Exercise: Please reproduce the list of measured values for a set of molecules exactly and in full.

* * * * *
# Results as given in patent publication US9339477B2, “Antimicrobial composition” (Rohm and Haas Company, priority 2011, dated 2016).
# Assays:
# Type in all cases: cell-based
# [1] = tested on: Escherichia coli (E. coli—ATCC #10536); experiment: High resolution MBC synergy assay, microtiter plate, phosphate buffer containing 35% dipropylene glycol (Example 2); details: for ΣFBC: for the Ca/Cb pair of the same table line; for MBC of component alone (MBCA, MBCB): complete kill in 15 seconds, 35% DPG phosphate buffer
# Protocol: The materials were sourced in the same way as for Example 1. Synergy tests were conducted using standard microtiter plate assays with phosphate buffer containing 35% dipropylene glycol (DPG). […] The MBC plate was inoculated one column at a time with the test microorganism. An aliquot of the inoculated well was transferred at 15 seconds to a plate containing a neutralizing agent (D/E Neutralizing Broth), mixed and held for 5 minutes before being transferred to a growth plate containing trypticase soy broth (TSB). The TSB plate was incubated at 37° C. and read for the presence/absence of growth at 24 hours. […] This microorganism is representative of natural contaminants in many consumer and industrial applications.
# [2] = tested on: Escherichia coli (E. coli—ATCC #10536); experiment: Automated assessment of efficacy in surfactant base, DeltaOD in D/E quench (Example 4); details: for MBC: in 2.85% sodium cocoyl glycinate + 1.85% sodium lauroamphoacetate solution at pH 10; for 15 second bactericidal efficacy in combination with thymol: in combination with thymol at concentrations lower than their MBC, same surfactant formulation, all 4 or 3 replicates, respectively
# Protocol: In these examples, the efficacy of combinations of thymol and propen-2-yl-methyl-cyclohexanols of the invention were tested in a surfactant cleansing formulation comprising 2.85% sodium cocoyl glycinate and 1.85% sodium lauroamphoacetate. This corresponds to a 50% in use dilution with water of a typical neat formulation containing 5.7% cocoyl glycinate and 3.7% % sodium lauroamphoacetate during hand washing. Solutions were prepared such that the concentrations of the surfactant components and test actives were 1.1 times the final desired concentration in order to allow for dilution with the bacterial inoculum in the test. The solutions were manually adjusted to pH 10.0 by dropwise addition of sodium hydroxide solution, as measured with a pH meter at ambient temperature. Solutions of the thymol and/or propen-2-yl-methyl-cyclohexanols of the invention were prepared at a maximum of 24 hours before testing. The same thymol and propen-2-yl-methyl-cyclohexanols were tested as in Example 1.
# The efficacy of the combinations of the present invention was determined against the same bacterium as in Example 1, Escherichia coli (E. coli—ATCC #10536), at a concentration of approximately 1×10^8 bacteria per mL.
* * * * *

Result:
# Results as given in patent publication US9339477B2, “Antimicrobial composition” (Rohm and Haas Company, priority 2011, dated 2016).
# Assays:
# Type in all cases: cell-based
# [1] = tested on: Escherichia coli (E. coli—ATCC #10536); experiment: High resolution MBC synergy assay, microtiter plate, phosphate buffer containing 35% dipropylene glycol (Example 2); details: for ΣFBC: for the Ca/Cb pair of the same table line; for MBC of component alone (MBCA, MBCB): complete kill in 15 seconds, 35% DPG phosphate buffer
# Protocol: The materials were sourced in the same way as for Example 1. Synergy tests were conducted using standard microtiter plate assays with phosphate buffer containing 35% dipropylene glycol (DPG). […] The MBC plate was inoculated one column at a time with the test microorganism. An aliquot of the inoculated well was transferred at 15 seconds to a plate containing a neutralizing agent (D/E Neutralizing Broth), mixed and held for 5 minutes before being transferred to a growth plate containing trypticase soy broth (TSB). The TSB plate was incubated at 37° C. and read for the presence/absence of growth at 24 hours. […] This microorganism is representative of natural contaminants in many consumer and industrial applications.
# [2] = tested on: Escherichia coli (E. coli—ATCC #10536); experiment: Automated assessment of efficacy in surfactant base, DeltaOD in D/E quench (Example 4); details: for MBC: in 2.85% sodium cocoyl glycinate + 1.85% sodium lauroamphoacetate solution at pH 10; for 15 second bactericidal efficacy in combination with thymol: in combination with thymol at concentrations lower than their MBC, same surfactant formulation, all 4 or 3 replicates, respectively
# Protocol: In these examples, the efficacy of combinations of thymol and propen-2-yl-methyl-cyclohexanols of the invention were tested in a surfactant cleansing formulation comprising 2.85% sodium cocoyl glycinate and 1.85% sodium lauroamphoacetate. This corresponds to a 50% in use dilution with water of a typical neat formulation containing 5.7% cocoyl glycinate and 3.7% % sodium lauroamphoacetate during hand washing. Solutions were prepared such that the concentrations of the surfactant components and test actives were 1.1 times the final desired concentration in order to allow for dilution with the bacterial inoculum in the test. The solutions were manually adjusted to pH 10.0 by dropwise addition of sodium hydroxide solution, as measured with a pH meter at ambient temperature. Solutions of the thymol and/or propen-2-yl-methyl-cyclohexanols of the invention were prepared at a maximum of 24 hours before testing. The same thymol and propen-2-yl-methyl-cyclohexanols were tested as in Example 1.
# The efficacy of the combinations of the present invention was determined against the same bacterium as in Example 1, Escherichia coli (E. coli—ATCC #10536), at a concentration of approximately 1×10^8 bacteria per mL.